Five Christian youths have been killed and several injured in two brutal attacks by Fulani militants in the northern Nigerian state of Kaduna. CSI is covering the victims’ medical costs.
It was 8 p.m. on the night of March 23 and growing dark; the market traders had all gone home. Senior secondary school pupil Henry Jonathan, 20, was in the market square of the village of Gora hanging out with some friends when they heard gunshots close by. At first the friends didn’t realize they were being attacked. But then one of the group shouted out that he had been shot.
“When we saw him lying there in a pool of blood all of us started running,” recalled Henry. The next thing he knew, he was on the ground having been shot in his left leg and buttock.
Benjamin Peter, a farmer aged 19, was part of a separate group of three men and one woman. The young woman was shot dead while Benjamin suffered bullet wounds to his stomach.
In all, three young people died and five were injured in the Gora attack.
The following month the Fulani struck again, killing two and injuring three in another village, Attat Masirga on April 22. Victim Micah Mathew, aged 22, was hit in the shoulder. “I thank God I’m alive today,” Micah told CSI’s project partner from his hospital bed.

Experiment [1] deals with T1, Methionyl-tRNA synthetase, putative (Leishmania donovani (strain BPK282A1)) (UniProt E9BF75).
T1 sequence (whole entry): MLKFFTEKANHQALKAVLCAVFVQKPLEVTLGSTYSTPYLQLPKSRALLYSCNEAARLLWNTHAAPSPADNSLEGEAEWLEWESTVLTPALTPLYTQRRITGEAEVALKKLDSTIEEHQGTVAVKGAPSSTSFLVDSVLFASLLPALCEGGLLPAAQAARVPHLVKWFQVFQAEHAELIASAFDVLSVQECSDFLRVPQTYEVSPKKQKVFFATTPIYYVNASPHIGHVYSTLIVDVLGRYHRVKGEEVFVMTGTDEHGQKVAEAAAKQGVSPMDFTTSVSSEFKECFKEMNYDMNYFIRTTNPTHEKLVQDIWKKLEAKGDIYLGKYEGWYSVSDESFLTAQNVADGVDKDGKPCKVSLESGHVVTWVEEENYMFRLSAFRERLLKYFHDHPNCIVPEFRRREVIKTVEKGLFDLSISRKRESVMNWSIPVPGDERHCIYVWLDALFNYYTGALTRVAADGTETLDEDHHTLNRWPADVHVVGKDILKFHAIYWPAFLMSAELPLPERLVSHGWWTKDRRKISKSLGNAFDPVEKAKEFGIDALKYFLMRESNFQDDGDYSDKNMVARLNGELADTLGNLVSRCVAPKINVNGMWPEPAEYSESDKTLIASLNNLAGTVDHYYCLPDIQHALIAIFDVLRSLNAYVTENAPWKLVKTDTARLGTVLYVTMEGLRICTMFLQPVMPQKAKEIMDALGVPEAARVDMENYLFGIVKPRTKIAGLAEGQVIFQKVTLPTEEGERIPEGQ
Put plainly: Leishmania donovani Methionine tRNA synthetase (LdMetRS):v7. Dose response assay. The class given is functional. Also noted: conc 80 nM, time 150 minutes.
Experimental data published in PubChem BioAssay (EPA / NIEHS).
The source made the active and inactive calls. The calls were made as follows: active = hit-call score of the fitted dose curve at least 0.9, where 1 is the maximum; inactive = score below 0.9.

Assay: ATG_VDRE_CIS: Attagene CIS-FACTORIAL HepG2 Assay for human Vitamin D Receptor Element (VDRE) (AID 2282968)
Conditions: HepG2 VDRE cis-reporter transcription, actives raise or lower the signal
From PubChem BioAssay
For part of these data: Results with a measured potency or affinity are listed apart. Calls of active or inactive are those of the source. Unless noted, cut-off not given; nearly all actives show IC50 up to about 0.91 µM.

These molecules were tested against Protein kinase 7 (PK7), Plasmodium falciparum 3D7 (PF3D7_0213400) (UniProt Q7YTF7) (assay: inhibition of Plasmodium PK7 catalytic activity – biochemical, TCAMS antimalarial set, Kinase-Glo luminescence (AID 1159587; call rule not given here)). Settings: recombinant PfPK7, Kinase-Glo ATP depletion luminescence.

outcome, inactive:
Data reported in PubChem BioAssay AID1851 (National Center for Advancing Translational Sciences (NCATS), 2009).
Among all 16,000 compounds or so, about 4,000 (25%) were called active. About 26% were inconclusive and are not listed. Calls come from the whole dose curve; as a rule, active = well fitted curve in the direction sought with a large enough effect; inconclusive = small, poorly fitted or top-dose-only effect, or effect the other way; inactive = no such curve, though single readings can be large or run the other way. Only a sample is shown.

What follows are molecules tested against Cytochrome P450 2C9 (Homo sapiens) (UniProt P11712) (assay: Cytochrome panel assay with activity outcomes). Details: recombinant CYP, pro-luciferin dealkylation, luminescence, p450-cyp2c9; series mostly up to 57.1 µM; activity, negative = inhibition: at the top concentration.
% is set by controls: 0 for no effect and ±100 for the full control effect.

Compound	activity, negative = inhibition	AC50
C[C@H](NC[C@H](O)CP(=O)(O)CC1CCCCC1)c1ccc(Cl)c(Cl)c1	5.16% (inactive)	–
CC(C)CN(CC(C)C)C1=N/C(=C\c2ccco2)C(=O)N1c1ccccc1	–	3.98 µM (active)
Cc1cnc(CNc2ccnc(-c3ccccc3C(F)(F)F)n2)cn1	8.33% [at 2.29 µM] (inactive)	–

Henry, Benjamin and Micah have all undergone surgery paid for by CSI.
“We shall kill you”
“We could not see the attackers, but we heard their war chant in the Hausa language, ‘mun zo maku yau sai munkashe ku duka, Allahu akabar’, meaning, ‘we have come for you today and we shall kill all of you, God is great’,” said Henry.
From the jihadist war cry the youths deduced their attackers were Islamist Fulanis, nomads who have begun moving into the area to graze their cattle – often on farmland.
“The Fulani were living close to us before but now they have shifted to the outskirts of the village,” added Benjamin.
“The Fulani herdsmen have been terrorizing us for quite some time now. Last year they killed an old man on his farm who was reprimanding them for destroying his crops,” he explained.
In the case of both Henry and Benjamin their mothers have been widowed and are struggling to raise their families on a single income. Without the support of CSI they would not have been able to afford their sons’ surgery.
CSI is supporting more than 600 families who have been displaced by Fulani attacks in the Catholic diocese of Kafanchan in Kaduna, providing foodstuffs including beans, maize and rice and ensuring that no one goes hungry.